Southeast Asian leaders put on a good face about human rights

Southeast Asian leaders put on a good face about human rights

When the leaders of the ten member states of the Association of Southeast Asian Nations (ASEAN) signed a document committing them to uphold and protect human rights, they did so with a straight face — despite the skepticism and misgivings their own people had of their ability or intention to live up to their promise.

The ASEAN Human Rights Declaration was one of the most important documents to emerge from their summit in the Cambodian capital of Phnom Penh on November 18. Even President Barack Obama, who joined the leaders a day later for the East Asia Summit, acknowledged the act as progress for the region, according to an ASEAN diplomat.

The declaration stipulates all the basic rights and freedoms one would expect, but is also filled with many exit clauses allowing the governments freedom in interpretation according to their national laws. This essentially meant that the document was not worth the cost of the paper it was written on. Human rights groups were quick to give it the thumbs down as soon as the declaration was signed.

ASEAN can hardly claim to be a role model when it comes to observing human rights. The group’s members are a mixed bag of diverse political systems with checkered human rights records: from an absolute monarchy (Brunei), a military junta (Burma), and repressive communist states (Vietnam, Cambodia, and Laos), to semi-democracies (Singapore and Malaysia), and functioning (though at times struggling) democracies (Thailand, the Philippines and Indonesia).

The ASEAN leaders meeting in Phnom Penh did not see the irony of signing a declaration with such noble values at a high-profile gathering when their own people are skeptical about their intentions. But, they’ve had plenty of practice keeping a straight face: In 2007, they signed an ASEAN Charter that also contains "shared values and principles" that supposedly bind them as a group and forged a plan to become a single community in 2015. These values were again stipulated in the blueprint for the ASEAN Political and Security Community in 2009. However, even with their mixed human rights records, the only thing the ASEAN governments share is that they all violate these laudable values and principles (some worse than others).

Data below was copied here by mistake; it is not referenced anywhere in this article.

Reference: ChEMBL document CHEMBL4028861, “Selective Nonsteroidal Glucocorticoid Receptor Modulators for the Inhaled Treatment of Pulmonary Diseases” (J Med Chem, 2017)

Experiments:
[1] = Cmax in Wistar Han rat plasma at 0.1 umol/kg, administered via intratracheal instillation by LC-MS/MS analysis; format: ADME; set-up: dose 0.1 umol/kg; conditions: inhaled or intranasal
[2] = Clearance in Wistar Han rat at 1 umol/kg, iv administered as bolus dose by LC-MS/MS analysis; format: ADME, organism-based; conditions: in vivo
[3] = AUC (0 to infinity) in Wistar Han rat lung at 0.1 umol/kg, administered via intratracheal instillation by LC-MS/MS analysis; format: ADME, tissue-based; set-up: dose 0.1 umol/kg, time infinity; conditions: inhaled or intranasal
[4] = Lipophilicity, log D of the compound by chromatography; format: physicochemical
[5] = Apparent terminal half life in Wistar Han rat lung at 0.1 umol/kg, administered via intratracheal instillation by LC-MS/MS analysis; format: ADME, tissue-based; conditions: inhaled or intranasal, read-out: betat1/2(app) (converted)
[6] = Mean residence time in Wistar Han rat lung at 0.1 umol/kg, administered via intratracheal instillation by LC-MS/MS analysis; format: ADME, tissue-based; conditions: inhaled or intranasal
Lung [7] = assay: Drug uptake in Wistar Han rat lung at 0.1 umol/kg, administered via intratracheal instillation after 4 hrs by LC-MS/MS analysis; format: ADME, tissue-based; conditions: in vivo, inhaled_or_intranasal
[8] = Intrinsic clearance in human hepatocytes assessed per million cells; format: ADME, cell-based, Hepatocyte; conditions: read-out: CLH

With less than three years before the 2015 launching, the state of affairs makes one wonder what kind of community will emerge when the people in the ten ASEAN countries are still governed under diverse systems underpinned by entirely different political values and principles.

Unlike the European Union, ASEAN adopts very loose membership criteria: As long as you are within the Southeast Asia geography, you’re welcome to join. Contrast this with the stringent requirements of basic democracy and freedom that former communist Eastern European countries had to fulfill before they were admitted to the European Union.

With the ASEAN Charter stipulating that decisions must be made with the consensus of all members, it is guaranteed that ASEAN will always go for the lowest common denominator on just about every issue, including on the issues of human rights, democracy, and basic freedoms. The original white paper for the ASEAN Charter was a very bold and visionary document but it was severely watered down by the time it was presented for signing by leaders in Singapore in 2007.

Perhaps not wanting to repeat the controversy that accompanied the Charter deliberation, the public was virtually excluded from the process of the drafting of the Human Rights Declaration, until the final phase.

To dismiss the declaration as entirely worthless, however, may be going overboard a little. It joins other documents with noble causes that ASEAN people and civil society organizations can always invoke, demanding that their government to live up to the spirit and letter of their commitments. On the other hand, given the exit clauses, the governments can simply ignore them.